Eddie Pepperell defended his decision to play this week’s European Tour event in Saudi Arabia in a thoughtful blog post on Tuesday. Participants in the Saudi International — including four of the world’s top five players — have come under heavy scrutiny given the host country’s human rights record. Pepperell drew criticism for a joke he made on Twitter on Monday, which led to his reflective post in response.
“I considered responding on Twitter but 240 characters obviously isn’t enough when it comes to the topic of suffering and humour,” Pepperell said by way of introduction. Then he posed the question that has been debated across the golf world since the tournament was announced. “It clearly is true that Saudi Arabia’s human rights record is questionable at best, and appalling to anyone in the West. But should that mean we boycott competing?” he wrote.
For Pepperell, the answer was no — but he recognized it’s tricky knowing where to draw the line. Saudi Arabia has come under particularly intense examination since the October killing of Jamal Khashoggi, a Washington Post columnist who had spoken out against Prince Mohammed bin Salman. But it’s not the only country to host a major golf tournament with a sketchy approach to human rights. “Like, for example, why do we play in China? Or Qatar? Or Turkey?” Pepperell asked.
The Saudi International, held at Royal Greens Golf and Country Club, is the first major tournament ever held in Saudi Arabia. It’s one of six tournaments to be played on the Arabian Peninsula, according to European Tour executive director Keith Pelley, who has said a seventh could be added in the future. While the purse for the event is $3.5 million, high-profile players have reportedly been given appearance fees of $1 million or more.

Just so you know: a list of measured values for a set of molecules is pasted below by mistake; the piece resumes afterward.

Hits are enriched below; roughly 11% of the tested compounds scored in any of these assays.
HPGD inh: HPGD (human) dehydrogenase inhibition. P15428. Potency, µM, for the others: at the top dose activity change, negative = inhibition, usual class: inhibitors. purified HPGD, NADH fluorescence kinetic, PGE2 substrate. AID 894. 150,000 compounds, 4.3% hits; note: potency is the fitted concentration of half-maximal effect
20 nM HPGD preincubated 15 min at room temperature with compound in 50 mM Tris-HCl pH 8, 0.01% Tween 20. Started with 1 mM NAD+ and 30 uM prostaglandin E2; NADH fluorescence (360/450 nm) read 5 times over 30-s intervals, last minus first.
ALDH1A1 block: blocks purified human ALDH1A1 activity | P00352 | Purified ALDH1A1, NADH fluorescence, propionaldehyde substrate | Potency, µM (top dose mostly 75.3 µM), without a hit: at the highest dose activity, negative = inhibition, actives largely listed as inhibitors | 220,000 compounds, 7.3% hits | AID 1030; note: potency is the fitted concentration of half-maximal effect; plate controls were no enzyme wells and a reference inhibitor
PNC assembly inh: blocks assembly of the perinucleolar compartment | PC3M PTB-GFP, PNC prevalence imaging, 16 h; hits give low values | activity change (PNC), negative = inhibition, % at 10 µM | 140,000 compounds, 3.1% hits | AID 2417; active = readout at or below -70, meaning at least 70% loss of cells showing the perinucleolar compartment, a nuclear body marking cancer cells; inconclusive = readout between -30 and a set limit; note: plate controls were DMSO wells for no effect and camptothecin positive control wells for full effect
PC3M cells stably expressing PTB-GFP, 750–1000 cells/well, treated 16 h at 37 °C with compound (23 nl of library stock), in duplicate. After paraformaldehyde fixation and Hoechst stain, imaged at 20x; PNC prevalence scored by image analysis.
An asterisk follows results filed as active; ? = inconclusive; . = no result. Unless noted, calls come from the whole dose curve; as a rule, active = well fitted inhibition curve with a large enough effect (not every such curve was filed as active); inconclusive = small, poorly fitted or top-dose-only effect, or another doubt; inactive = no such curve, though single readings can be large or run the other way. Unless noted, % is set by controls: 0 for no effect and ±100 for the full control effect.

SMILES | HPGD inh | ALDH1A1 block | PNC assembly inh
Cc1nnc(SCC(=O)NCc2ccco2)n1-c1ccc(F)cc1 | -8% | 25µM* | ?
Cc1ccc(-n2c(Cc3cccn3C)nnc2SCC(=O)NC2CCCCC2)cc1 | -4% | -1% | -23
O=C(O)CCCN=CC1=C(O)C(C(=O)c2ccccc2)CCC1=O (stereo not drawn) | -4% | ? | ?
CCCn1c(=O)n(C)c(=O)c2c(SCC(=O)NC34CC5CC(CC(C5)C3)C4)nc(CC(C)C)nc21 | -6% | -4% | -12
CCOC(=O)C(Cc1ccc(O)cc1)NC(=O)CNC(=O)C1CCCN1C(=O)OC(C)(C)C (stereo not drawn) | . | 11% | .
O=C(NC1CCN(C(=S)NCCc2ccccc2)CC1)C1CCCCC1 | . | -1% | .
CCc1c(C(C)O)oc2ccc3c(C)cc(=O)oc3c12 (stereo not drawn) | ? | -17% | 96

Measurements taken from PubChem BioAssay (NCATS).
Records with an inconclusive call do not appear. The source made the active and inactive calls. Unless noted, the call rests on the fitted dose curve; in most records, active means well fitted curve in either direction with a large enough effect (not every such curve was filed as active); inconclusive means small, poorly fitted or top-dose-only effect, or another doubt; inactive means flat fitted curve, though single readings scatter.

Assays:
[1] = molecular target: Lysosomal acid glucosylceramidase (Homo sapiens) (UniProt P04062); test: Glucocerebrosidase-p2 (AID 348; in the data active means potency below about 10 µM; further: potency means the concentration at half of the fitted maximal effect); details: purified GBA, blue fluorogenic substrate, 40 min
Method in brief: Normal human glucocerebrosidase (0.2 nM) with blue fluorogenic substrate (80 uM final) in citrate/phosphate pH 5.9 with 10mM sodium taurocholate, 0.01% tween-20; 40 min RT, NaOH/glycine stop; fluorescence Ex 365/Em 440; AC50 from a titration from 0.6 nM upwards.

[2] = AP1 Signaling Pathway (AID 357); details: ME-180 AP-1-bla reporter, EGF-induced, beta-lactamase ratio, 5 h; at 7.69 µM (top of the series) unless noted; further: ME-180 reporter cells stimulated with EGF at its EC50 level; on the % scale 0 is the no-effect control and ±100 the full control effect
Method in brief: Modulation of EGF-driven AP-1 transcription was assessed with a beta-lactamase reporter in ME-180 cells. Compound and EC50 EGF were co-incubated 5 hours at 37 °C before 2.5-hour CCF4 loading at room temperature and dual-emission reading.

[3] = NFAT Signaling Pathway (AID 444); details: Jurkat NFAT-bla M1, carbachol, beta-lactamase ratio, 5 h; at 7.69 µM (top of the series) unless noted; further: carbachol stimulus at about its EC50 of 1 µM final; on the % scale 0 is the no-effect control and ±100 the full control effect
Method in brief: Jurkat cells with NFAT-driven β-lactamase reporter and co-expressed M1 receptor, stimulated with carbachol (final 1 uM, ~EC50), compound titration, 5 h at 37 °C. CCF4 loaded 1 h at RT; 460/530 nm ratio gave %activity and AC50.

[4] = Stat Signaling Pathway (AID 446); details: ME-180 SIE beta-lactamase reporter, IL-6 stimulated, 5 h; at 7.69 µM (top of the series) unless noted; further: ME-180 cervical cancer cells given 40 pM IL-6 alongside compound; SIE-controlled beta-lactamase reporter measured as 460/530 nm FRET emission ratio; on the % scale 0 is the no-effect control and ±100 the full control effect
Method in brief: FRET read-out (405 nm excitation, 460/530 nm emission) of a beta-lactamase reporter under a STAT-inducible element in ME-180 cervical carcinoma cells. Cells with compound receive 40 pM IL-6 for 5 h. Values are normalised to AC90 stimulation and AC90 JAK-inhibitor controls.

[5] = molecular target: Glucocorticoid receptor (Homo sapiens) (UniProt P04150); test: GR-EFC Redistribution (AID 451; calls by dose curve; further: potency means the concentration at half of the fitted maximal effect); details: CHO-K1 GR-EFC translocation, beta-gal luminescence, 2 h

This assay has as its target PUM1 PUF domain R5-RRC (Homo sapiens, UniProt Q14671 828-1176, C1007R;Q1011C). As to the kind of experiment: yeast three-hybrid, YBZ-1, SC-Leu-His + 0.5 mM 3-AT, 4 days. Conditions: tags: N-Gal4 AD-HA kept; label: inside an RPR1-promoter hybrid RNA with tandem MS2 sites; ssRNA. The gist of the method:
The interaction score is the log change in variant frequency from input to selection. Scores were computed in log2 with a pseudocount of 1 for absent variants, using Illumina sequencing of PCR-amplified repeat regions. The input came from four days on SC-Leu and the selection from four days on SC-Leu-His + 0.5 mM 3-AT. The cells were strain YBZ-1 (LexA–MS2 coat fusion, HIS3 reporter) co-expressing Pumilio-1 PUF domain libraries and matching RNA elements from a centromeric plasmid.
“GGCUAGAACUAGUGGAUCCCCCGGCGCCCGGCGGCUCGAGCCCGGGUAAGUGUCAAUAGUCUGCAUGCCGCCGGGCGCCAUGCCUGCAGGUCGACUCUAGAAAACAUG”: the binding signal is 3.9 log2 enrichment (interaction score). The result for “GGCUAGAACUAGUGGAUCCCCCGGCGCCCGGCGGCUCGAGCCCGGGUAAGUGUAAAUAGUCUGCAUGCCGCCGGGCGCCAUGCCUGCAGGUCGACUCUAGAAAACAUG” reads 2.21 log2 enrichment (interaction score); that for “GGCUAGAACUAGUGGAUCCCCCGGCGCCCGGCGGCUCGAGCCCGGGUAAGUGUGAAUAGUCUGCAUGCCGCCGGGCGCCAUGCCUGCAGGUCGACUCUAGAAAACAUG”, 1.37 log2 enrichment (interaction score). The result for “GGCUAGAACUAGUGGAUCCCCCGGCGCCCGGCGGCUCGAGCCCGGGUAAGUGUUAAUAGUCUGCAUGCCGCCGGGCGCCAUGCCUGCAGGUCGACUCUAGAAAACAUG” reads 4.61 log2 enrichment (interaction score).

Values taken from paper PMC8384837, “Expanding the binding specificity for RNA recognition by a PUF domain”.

Justin Rose, Dustin Johnson, Brooks Koepka and Bryson DeChambeau are among those attendees who have punted when it comes to tough questions on the subject. “I’m not a politician, I’m a pro golfer,” Rose said on Sunday. Pepperell echoed that sentiment, though he expanded on his reasoning. Skipping the tournament would mean missing out on world ranking points, he wrote, and a chance to play against the game’s best players. For someone teetering near the edge of a Masters invitation, for example (Pepperell is world No. 39) those opportunities are invaluable. “This week throws up a not new conundrum for us then; that competition supersedes morality. If I don’t show up, the field doesn’t reduce a spot, somebody takes it,” he wrote.
Paul Casey, who is a UNICEF ambassador, explained his reasoning for skipping last month. “There are a lot of places in the world that I have played and continue to go, which you could question … some human rights violations that governments have committed,” he said. “I thought I’d sit this one out.” Tiger Woods also reportedly turned down a massive appearance fee.
You can read Pepperell’s entire blog post here.